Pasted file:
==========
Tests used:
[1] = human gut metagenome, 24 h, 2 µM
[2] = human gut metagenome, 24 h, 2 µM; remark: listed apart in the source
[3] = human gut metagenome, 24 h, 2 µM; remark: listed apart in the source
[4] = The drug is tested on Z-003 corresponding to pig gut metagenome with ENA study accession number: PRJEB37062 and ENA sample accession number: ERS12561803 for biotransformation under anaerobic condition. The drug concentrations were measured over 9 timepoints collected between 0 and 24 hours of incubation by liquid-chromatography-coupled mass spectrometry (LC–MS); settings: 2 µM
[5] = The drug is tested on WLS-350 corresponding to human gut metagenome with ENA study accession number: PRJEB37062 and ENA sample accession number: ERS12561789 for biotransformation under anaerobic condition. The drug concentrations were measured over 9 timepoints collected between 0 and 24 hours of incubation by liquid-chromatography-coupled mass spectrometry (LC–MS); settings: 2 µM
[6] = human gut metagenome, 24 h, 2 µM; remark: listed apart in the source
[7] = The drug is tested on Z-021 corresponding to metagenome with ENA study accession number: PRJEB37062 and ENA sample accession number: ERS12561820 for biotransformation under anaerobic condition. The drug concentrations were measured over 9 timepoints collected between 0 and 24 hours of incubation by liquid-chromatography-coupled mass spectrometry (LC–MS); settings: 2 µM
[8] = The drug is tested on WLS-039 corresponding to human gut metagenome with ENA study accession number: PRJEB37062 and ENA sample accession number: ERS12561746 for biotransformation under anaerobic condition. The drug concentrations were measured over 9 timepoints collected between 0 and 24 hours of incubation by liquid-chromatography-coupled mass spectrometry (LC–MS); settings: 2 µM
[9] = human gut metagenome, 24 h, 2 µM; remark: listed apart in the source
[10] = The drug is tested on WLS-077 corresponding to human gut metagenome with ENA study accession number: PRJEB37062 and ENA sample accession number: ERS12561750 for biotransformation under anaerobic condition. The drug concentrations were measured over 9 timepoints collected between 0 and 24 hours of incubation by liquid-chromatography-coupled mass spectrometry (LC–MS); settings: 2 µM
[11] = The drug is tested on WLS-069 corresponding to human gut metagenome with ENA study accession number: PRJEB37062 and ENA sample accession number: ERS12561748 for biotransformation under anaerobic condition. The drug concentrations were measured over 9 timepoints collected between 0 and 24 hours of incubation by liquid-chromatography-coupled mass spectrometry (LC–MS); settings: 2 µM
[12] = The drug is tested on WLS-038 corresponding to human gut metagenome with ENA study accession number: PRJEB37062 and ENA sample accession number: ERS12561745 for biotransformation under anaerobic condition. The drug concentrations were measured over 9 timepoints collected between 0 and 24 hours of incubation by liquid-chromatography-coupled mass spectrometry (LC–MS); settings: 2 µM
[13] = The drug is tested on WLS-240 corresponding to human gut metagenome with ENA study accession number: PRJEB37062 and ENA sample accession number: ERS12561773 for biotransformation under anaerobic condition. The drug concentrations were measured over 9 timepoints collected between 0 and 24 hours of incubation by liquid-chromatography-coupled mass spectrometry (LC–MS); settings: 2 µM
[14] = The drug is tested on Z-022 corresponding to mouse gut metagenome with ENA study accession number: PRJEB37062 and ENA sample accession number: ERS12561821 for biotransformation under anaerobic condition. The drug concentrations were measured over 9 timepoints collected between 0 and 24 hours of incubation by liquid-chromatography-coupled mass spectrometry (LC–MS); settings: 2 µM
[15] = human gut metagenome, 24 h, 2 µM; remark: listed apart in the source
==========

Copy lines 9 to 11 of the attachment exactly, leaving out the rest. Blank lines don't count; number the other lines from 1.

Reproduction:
[8] = The drug is tested on WLS-039 corresponding to human gut metagenome with ENA study accession number: PRJEB37062 and ENA sample accession number: ERS12561746 for biotransformation under anaerobic condition. The drug concentrations were measured over 9 timepoints collected between 0 and 24 hours of incubation by liquid-chromatography-coupled mass spectrometry (LC–MS); settings: 2 µM
[9] = human gut metagenome, 24 h, 2 µM; remark: listed apart in the source
[10] = The drug is tested on WLS-077 corresponding to human gut metagenome with ENA study accession number: PRJEB37062 and ENA sample accession number: ERS12561750 for biotransformation under anaerobic condition. The drug concentrations were measured over 9 timepoints collected between 0 and 24 hours of incubation by liquid-chromatography-coupled mass spectrometry (LC–MS); settings: 2 µM